CITY HALL — Aldermen pushed the federal government Tuesday to adopt stricter rules on trains carrying dangerous fuels and impose a hazardous-material transportation fee to fund new equipment and training in public safety.
A joint meeting of the Finance and Transportation committees passed a resolution calling for the city corporation counsel to use an open public-comment period on new federal guidelines to push for the tougher restrictions and additional fees.
"This is more about public safety than anything," said Ald. Anthony Beale (9th), chairman of the Transportation Committee. "The railroad companies have an obligation to make the rail cars safer."
Ald. Edward Burke (14th), chairman of the Finance Committee, pointed to the July 2013 catastrophe in Quebec in which a runaway train carrying petroleum crude oil derailed and exploded, killing 47 people and causing a blaze that took 150 firefighters more than 30 hours to extinguish.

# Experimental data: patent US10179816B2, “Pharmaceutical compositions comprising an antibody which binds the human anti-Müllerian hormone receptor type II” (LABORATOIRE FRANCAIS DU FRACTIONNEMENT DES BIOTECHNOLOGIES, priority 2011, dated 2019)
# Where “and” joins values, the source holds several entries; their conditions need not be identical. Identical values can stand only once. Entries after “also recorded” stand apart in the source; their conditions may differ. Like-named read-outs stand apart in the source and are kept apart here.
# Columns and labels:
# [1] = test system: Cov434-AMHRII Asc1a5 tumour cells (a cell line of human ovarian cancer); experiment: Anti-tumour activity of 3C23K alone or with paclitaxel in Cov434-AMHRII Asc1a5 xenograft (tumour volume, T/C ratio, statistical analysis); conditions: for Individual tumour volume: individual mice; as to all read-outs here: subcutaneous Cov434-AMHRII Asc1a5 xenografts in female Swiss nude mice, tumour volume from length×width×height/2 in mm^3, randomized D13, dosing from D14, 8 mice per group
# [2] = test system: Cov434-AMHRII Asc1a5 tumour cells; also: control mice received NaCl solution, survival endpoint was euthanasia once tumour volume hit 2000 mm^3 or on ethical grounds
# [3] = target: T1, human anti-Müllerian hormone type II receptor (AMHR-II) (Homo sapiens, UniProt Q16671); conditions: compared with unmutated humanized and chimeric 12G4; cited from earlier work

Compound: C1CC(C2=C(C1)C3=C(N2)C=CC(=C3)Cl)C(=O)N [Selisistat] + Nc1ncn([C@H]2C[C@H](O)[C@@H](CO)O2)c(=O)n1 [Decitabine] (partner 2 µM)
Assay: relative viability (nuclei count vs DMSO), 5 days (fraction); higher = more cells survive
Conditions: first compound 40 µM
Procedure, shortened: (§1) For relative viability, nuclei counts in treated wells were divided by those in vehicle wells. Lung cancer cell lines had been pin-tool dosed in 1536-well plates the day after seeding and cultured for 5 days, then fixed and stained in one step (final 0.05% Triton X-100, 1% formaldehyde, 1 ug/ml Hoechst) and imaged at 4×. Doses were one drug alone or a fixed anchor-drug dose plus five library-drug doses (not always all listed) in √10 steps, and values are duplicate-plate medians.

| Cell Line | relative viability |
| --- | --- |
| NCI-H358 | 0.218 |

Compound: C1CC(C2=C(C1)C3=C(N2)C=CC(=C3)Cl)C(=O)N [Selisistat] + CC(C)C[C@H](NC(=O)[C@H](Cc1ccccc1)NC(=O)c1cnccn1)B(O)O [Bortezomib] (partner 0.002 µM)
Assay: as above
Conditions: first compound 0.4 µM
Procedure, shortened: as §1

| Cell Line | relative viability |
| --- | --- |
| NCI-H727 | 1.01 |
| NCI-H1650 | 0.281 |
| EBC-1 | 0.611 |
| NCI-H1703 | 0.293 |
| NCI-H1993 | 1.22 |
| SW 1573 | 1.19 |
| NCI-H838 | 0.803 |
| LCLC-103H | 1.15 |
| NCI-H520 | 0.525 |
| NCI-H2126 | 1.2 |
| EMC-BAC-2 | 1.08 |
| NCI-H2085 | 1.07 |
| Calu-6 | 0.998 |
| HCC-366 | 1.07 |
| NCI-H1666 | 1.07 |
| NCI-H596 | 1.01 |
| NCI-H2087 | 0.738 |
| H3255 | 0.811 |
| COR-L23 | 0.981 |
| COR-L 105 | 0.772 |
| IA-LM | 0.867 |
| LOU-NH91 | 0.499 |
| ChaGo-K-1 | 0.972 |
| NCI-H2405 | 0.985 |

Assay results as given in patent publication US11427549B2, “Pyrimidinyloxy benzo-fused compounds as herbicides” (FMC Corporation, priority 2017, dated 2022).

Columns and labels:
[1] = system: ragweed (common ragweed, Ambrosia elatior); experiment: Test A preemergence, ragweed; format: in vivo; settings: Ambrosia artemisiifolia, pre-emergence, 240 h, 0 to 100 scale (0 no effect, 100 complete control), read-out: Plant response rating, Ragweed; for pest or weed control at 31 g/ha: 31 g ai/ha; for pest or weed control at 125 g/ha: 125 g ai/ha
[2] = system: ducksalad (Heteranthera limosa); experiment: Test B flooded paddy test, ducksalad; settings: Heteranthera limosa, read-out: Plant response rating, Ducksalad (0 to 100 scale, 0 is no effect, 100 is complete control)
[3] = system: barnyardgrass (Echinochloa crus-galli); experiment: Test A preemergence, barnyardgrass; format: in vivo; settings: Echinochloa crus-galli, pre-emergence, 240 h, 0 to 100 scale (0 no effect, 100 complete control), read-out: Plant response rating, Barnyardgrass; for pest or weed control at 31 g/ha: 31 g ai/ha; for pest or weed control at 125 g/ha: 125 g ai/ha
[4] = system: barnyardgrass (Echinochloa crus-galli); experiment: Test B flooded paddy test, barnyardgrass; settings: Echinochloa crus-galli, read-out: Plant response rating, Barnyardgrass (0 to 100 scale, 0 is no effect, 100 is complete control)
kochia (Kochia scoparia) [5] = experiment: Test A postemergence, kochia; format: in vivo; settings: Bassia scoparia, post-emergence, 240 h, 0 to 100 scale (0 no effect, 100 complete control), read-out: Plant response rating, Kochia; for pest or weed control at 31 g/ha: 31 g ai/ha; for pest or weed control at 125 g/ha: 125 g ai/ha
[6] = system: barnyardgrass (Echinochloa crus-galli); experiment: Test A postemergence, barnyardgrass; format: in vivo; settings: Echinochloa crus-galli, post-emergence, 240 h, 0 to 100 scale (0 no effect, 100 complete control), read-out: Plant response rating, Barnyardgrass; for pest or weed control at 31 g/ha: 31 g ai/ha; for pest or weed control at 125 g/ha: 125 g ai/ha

According to Burke, increased domestic oil production has caused an increase in train shipments, with accidents involving those trains rising from none in 2010 to five last year and five more thus far this year.
"Chicago is the busiest rail hub in the United States, handling one-fourth of the nation's freight traffic daily," Burke said. "As many as 40 crude-oil trains, each carrying a million or more gallons of the flammable liquid involved in several recent fiery derailments, roll through Chicago weekly."
Burke said the U.S. Department of Transportation arrived at new regulations in July, including a proposal to phase out or upgrade tank cars that no longer meet new safety standards. Those regulations also allowed for a 60-day period of public comment to make recommendations on improving them before formal adoption.
The City Council resolution supports those new restrictions, while calling on the city corporation counsel to also lobby for a hazardous-material transportation fee. Without suggesting what that fee might be, Burke added, "The proceeds of such a fee would help ensure that our firefighters and police officers who would answer the call for help have the necessary equipment and proper training to respond to a catastrophic railroad accident."
Ald. Matthew O'Shea (19th) said a couple of major train lines run through his Beverly neighborhood and that the city would be hard-pressed to deal with a spill.
Ald. Willie Cochran (20th) added that terror threats remain a concern as well.
"Hopefully, our leaders in Washington will act promptly to protect millions of people in the Chicago area before, not after, a disaster strikes," Burke said.
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